You know all the cute pictures of miniature horses with children and people in hospitals that I post on my Children 4 Horses Facebook page? Well, my friends at Gentle Carousel Miniature Therapy Horses are going to be bringing their special minis to Newtown, CT to help the town heal. The miniature horses go through training for two years so they can be therapy horses and they are just amazing. I know for sure that both the children and adults will feel the love and healing these special little horses will be sharing with them. Please help them get to Newtown. ~Declan
We'll have a role in the healing
|Debbie Garcia-Bengochea watches as Travis Jaffe plants a kiss on Magic, of Gentle Carousel Miniature Horses. FILE|
By DEREK GILLIAM
Published: Wednesday, December 19, 2012 6:05 AM EST As posted on LakeCityReporter.com
Sometimes all it takes is a little distraction, and then the healing can start.
A local nonprofit organization, Gentle Carousel Miniature Therapy Horses, plans to take its horses on the road, in hopes of putting smiles on the faces of the broken-hearted survivors of the tragedy in Newtown, Conn.
Debbie Garcia-Bengochea, owner of Gentle Carousel with her husband Jorge, said a family of one of the victims contacted her about taking their horses there.
She said she plans to go.
“You can’t take some of the conversations we’ve had with these families and not go,” she said. “We were surprised to get the call, but some things you just don’t say no to.”
Before the school shooting, a private school in Connecticut had sent a donation to the organization.
She said those funds will go toward the cost of the trip.
Her goal is to leave at the end of next week after all the media attention dies down and the funerals are over.
Gentle Carousel has an all-volunteer staff, and they plan on taking five volunteers. Garcia-Bengochea will be one of the five.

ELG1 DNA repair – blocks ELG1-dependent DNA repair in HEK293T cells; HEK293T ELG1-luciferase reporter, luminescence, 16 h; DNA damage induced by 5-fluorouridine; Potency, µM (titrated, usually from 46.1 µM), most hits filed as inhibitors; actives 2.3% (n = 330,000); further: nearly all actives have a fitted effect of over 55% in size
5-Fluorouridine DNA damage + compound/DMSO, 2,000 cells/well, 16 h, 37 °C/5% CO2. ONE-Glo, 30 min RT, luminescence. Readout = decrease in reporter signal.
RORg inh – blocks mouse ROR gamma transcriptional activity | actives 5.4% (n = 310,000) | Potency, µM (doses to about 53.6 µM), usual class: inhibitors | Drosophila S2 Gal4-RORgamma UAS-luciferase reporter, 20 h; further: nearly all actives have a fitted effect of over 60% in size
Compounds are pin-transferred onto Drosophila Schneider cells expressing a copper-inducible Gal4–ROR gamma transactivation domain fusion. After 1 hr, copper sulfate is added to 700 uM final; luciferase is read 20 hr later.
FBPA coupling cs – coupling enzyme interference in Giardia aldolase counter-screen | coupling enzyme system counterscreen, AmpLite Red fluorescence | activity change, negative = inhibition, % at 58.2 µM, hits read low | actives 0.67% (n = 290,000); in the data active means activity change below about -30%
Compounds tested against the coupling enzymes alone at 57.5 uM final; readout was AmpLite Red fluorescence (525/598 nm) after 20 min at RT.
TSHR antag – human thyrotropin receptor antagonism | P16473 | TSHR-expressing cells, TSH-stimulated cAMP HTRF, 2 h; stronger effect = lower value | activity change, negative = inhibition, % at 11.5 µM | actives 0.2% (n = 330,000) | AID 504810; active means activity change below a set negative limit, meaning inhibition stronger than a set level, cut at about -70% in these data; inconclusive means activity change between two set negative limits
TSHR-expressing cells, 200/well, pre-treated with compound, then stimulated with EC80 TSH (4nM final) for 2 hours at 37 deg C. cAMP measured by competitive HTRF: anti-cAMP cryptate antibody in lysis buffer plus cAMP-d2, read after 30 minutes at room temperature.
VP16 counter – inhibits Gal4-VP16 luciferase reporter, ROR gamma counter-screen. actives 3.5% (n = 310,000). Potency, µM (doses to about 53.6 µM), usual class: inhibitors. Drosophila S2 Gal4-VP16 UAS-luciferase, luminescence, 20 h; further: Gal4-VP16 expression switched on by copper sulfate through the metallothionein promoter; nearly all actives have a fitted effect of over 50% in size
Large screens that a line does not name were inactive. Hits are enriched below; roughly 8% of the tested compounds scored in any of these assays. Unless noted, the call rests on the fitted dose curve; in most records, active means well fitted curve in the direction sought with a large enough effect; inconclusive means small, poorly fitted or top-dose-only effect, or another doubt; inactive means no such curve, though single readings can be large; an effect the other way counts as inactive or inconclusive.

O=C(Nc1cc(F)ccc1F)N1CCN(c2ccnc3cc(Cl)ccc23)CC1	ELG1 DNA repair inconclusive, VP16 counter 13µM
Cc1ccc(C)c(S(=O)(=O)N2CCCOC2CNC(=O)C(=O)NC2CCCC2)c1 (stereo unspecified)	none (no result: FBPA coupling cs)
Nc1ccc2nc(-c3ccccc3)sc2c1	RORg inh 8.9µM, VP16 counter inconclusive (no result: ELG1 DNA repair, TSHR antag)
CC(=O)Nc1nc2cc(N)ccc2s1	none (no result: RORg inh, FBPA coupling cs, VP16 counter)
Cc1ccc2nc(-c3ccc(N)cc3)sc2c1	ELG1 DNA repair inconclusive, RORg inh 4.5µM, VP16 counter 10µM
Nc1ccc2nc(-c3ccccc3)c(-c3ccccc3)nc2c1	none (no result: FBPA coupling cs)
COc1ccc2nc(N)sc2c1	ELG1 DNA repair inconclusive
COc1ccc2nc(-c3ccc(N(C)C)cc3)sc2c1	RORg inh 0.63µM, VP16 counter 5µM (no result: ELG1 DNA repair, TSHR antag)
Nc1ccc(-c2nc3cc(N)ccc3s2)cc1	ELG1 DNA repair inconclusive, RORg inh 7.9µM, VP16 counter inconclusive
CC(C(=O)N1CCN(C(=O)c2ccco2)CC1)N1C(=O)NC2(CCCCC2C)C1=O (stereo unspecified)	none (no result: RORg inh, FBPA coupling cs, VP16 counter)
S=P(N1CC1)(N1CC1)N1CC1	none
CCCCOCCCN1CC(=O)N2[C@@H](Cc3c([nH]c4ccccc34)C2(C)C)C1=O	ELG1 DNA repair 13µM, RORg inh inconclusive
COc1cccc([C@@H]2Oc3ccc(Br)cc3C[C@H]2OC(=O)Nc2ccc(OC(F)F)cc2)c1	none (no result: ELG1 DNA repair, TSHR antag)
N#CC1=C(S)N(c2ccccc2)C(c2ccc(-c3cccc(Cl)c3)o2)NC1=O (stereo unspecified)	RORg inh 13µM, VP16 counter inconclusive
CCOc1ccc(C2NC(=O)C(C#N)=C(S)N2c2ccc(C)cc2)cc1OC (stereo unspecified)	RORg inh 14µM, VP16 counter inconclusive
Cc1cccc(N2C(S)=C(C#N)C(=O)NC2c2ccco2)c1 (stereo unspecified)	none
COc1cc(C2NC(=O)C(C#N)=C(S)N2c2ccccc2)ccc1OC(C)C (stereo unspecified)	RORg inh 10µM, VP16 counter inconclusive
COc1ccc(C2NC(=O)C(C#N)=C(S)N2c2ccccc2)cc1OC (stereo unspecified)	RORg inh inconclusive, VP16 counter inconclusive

She said that Magic, the most famous therapy horse on the farm, will go. Aladdin and Hamlet, two of the other horses, also will travel to Connecticut.
The organization doesn’t have the equipment or the funds to make the trip. Although Gentle Carousel has horse trailers for short trips, the long trip, combined with the frigid temperatures, has Garcia-Bengochea looking for a van and some gas cards to transport three or four of the little horses. On Monday, the Lake City City Council donated $500 to the organization.
Magic the Miniature Mare was named one of the top 10 heroic animals by Time magazine in 2011. She seems to always know where she’s needed, Garcia-Bengochea said.
One time, Magic went to visit an assisted-living facility. One of the patients who lived there hadn’t spoken in three years.
“Isn’t she beautiful?” the woman said.
Those words caused the staff to break out in tears, according to the article in Time in March 2011.
“She’s talked ever since that day,” Garcia-Bengochea said.
Another time, the horse singled out a child in a group and walked up to him. The horse pushed its nose into his face and the two stood locked head to head. The child had just found out that day his cancer had returned.
The volunteers for Gentle Carousel reminded him that the magic show was about to start.
“He said, ‘I’m having my magic show right here,’” Garcia-Bengochea said.
Cheryll Walker, executive director of Happy House, said Gentle Carousel has visited the day care center in the past.
She said two horses were dressed up in costumes.
While one of the volunteers read a story, the horses pranced around and acted out the scenes.
“It was very, very sweet,” Walker said.
She said it was especially moving for one of the children at the day care to see the miniature horses. That child had dwarfism.
Walker said the horses have a special effect on the shy children and the children with special needs.
“They light up the most,” she said.
While the therapy horses sometimes visit healthy children at libraries and day care centers, the real reason for the two years of training for each horse is to help the terminally ill and dying make one last happy memory.
“We’ve met so many children who aren’t alive today, but for that moment they were happy,” she said. “When you see the faces and you see the differences, to be able to give someone that makes it worth it.”